to be a good boy but it doesn't always quite work out. 
He loves to run and lives life to the full.
He charms his followers with his exuberance.
Bertie always makes my day, and now Rick always asks,
so what's Bertie up to today?
His Twitter tag is @bertie_lakeland 


I am wearing...
black pants, long-sleeved tee-shirt, warm socks, and a dab of lipstick.
Yes, I still wear lipstick even when I wear a mask to do errands and shopping.


I am creating...
space in my day to write, read, listen to music, go for a walk, be quiet, listen, pray.


 I am watching...



I am reading...
One of my recent Value Village book finds
Words I Wish I Wrote by Robert Fulghum. He writes:

"In traditional Japanese houses, the walls are not cluttered with
bric-a-brac or paintings, because the Japanese think the art becomes
wallpaper after a while—unseen except as background. There is a
single place set aside on a single wall for a single work of art that is changed
from time to time according to the seasons. It's called a tokonoma. By placing
something of beauty in the tokonoma, the art gets noticed and
appreciated—purposely attended to. ..."

What a lovely way to keep the treasures in our home fresh and alive to our senses.

 
I am listening to...
my doctor's advice to get in at least 150 minutes of
exercise a week. I like to walk but injured my knee some time ago. I'm
slowly getting back to it. For now it's once around the block twice a day.
It's been lovely to watch how the season has been changing day by day.
And my knee is getting better.


I was hoping...
there would be left over Hallowe'en treats after the kids came on the weekend.
I was especially hoping to find extra Cheetos Crunchy Cheesies. Alas,
they were popular amongst the kiddies, so there weren't any left. No matter,
I admit I had sampled them earlier in the week (wink). They were my little
treat as I watched Poirot movies in the afternoon.
 

I have been learning...
to barber my husband's hair in these Covid days. He didn't want to go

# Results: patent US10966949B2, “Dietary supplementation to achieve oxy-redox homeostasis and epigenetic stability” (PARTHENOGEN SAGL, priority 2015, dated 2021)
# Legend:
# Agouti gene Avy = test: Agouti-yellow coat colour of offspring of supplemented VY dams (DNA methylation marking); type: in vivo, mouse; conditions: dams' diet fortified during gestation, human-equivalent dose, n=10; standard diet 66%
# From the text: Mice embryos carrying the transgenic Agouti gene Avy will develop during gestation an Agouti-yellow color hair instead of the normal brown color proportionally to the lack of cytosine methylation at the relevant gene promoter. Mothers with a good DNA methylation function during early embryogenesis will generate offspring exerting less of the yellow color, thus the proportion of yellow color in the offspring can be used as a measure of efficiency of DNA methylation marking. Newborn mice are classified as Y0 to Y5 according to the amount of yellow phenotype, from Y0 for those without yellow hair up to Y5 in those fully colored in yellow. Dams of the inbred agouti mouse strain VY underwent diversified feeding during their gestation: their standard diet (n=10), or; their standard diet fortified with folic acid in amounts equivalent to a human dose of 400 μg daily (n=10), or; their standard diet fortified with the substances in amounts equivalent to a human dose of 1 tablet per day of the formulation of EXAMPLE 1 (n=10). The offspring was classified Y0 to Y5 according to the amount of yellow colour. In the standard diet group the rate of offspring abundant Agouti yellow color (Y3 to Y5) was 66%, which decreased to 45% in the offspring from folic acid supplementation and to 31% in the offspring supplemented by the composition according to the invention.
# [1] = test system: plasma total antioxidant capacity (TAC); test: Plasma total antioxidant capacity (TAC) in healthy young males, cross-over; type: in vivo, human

to the barber, so I invested in a hair clipper and shears, and watched 
dozens of YouTube videos on cutting men's hair. He hasn't fired
me yet. But I have begun to wonder why he wears his hat so often.
 


In the kitchen...
Rick made a gorgeous Greek Salad for supper last evening,
using the Joy of Cooking recipes for the salad and dressing.

Greek Salad
1. Rub a salad bowl with garlic.
2. Add lettuce or spinach leaves,
chopped, pitted ripe olives,
sliced radishes,
sliced hard-cooked eggs,
shredded Swiss cheese,
bits of sautéed bacon.
3. Add sliced cucumbers,
cubes of feta cheese, and
a sprinkling of oregano
4. Toss salad with....

French Dressing
In a jar, add:
1/2 teaspoon salt
1/8 teaspoon freshly ground pepper
1/4 cup red wine vinegar or lemon juice
1/4 to 1/2 teaspoon Dijon mustard
Put lid on, shake until ingredients are blended.
Then, gradually add
3/4 cup olive oil
shaking between additions.
Shake well before using.

 


In the garden...
The peony leaves turned purple after the frost. I have never noticed
that happening before—perhaps I never paid proper attention. I'm loving
this unexpected glimpse of nature's fading beauty.


A favourite link...
To visit is Lorrie's beautiful blog Fabric Paper Thread. It took a long
time for the two of us to discover when we met online, that years earlier our paths
had crossed in real life. She recognized the college dorm when I posted a photo once.
It turned out we both attended the same college at the same time—we were
in different years—our rooms were located on the same floor in Whittaker Hall.
We both dug out our yearbooks and racked our brains to see if we remembered each other.
How's that for that old saying "what a small world!"
I'm so glad our paths crossed again.



A moment from my day... (photo of dailyness)
Photos from my walk at sunset around 4:45 yesterday afternoon.
I hardly minded such an early dusk when I could watch the sun playing
in the treetops and reflecting in the empty lake. 
It caught my breath!

 

Closing notes...
"...the full November twilight had fallen around Green Gables,
and the only light in the kitchen came from the dancing
red flames in the stove. Anne was...gazing into that joyous
flow where the sunshine of a hundred summers was being 
distilled from the maple cordwood."
L.M. MONTGOMERY

* * *

Yes, Virginia, it's still a beautiful life...
From the deep region of my heart, I am wishing you a safe and cozy November.

Heart Hugs,
Brenda
💓



Photo credits for:
(Top) Image by pasja1000 from Pixabay
(Olive jar) Image by ArtTower from Pixabay